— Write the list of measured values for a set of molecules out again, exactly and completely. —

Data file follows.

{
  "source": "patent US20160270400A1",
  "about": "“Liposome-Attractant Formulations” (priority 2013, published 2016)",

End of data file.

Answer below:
{
  "source": "patent US20160270400A1",
  "about": "“Liposome-Attractant Formulations” (priority 2013, published 2016)",